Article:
Social Media and the WorkplacePosted in : HR Updates on 4 September 2013
Angela Schettino writes:
Facebook, twitter and you-tube are all the ‘in’ trends with today’s employees’. This week’s HR e-mail covers social media within the workplace, outlining the issues surrounding this topic and highlights some interesting case law.
In April this year, the UK's first youth police and crime commissioner, Paris Brown, resigned from her post following criticism of messages she posted on Twitter. The news story reminded us that employees and employers alike are still falling foul of Social Networking.
Here we look at the Social Media story so far and how case law is now guiding us on the topic.
The highly publicised mistakes of Miss Brown highlight the apparent ignorance of many employees that their postings are so lasting and visible.
Apparently oblivious at the time, Miss Brown commented:
"I accept that I have made comments on social networking sites which have offended many people and I am really, truly sorry for any offence that has been caused. I strongly reiterate that I'm not a racist and I'm not homophobic. I have fallen into the trap of behaving with bravado on social networking sites. I hope that this stands as a learning experience for many other young people.”
Bravado on Social Networking
We have all seen this by now. In an age when many people seem to have latched on to ‘real time’ communication of events, Social Networking such sites as Facebook, Twitter and Myspace seem to have introduced a level of bravado and foolishness in human expression that could only be possible given the opportunity to ‘Share’ before you have had time to process your own thoughts properly (and perhaps amend them.)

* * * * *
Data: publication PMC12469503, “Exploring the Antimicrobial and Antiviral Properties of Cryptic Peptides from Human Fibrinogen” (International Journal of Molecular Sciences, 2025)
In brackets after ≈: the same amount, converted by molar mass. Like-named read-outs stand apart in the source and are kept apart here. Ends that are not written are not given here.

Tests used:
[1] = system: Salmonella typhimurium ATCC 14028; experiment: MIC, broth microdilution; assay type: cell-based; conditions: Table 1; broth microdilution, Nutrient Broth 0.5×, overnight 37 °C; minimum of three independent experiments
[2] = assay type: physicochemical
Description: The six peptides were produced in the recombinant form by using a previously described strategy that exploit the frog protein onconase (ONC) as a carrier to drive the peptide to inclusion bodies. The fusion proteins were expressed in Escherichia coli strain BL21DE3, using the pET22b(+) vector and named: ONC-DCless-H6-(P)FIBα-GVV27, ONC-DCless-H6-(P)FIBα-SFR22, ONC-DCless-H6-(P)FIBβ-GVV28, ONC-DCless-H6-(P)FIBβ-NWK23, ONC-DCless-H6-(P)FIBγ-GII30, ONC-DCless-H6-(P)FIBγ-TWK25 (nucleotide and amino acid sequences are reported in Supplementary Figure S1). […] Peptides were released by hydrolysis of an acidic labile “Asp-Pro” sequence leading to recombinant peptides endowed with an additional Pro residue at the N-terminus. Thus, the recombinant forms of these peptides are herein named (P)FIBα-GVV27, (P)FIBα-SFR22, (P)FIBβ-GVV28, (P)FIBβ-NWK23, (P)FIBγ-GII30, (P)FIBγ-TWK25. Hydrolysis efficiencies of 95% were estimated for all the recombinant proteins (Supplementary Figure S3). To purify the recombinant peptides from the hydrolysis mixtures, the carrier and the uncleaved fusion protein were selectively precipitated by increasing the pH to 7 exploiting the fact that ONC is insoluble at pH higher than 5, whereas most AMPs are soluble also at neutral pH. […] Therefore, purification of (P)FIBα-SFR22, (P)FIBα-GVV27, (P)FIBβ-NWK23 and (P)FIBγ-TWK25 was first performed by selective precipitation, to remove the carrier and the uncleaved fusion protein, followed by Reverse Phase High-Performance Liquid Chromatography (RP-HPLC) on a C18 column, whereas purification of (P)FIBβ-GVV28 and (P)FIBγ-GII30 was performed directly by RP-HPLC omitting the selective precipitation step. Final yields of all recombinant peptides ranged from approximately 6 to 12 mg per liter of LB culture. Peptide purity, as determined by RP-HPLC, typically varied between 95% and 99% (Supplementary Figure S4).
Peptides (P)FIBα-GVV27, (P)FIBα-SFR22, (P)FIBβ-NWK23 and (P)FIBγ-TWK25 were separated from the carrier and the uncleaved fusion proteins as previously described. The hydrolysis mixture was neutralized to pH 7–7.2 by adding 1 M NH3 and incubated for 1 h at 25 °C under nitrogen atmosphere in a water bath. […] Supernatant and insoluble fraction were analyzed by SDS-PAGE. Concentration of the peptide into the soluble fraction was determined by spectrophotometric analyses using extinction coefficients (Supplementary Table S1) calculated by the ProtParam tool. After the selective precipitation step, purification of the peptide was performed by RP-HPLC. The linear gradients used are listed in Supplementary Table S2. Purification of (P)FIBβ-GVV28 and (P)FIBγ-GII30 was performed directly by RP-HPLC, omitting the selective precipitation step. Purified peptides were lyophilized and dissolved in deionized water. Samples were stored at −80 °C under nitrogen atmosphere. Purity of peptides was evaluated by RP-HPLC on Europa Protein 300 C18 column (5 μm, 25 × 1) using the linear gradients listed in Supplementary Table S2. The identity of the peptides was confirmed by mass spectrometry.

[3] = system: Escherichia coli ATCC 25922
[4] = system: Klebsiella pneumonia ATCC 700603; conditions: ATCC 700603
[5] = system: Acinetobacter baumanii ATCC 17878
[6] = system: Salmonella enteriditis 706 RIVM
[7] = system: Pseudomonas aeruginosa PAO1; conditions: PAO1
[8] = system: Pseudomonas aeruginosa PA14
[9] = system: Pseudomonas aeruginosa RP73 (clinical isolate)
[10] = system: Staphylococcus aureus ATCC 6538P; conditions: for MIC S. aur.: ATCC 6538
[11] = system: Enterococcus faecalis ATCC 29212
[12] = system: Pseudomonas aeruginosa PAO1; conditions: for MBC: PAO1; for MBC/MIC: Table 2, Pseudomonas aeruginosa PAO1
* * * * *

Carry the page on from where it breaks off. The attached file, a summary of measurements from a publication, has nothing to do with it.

Entering your thoughts online can be likened to performing on stage in a darkened theatre... You don’t know how many people were watching until the lights go up. The implications can be devastating, not least for employers. Cases so far have touched on issues of defamation, discrimination, harassment, misconduct and breach of basic human rights.
The Story so Far...
In the past few years we have been watching for case law as it has emerged on the topic. It’s tricky. Managing Social Media use in the workplace is a bit like handling one of those slippery snake toys that you probably had as a kid. You need to get a firm grip of the thing otherwise you will find it will slip easily out of your hands. We will highlight how employers can get a firmer grip, but first list some prominent Case Law as it has developed;
A. Gill v SAS Ground Services UK Limited ET/2705021/09
This case established that employers can use entries on websites such as Facebook and YouTube as evidence in disciplinary proceedings.
B. Whitham v Club 24 Ltd t/a Ventura ET/1810462/10
Whilst an increasing number of tribunal cases involve employees making work-related comments on Facebook, this case shows that derogatory comments will by no means always justify dismissal.
C. Crisp v Apple Retail (UK) Ltd ET/1500258/11
In this case, Apple, used its policies and procedures to fairly dismiss an employee who had made several Facebook posts that it considered could damage its reputation. Their policies were robust and the potential damage was clear.
D. Teggart v TeleTech UK Ltd NIIT/704/11
A Northern Ireland industrial tribunal provided a useful example for employers of circumstances in which it can be fair to dismiss an employee for offensive comments made about a work colleague on Facebook in this TeleTech case. The call centre employee had made offensive comments about a colleague.
E. Trasler v B&Q Ltd ET/1200504/2012
The employment tribunal held in this recent case that the claimant was unfairly dismissed for comments on Facebook about his workplace, although his compensation was reduced by 50% due to his actions. The case further outlines the burden placed on the employer to be able to justify a dismissal by demonstrating the impact of the comments made and the measures they have taken to communicate and train employees about Social Media use.
In order to help employers ‘get a firm grip’ on this, some very sound advice was provided by ACAS in 2012 following the results of a research paper they commissioned by the Institute of Employment Studies.
The report looked at key issues such as;
- Recruitment with reference to social media
- Social media and employment law - Legal issues / Ethical issues
- Formulating a policy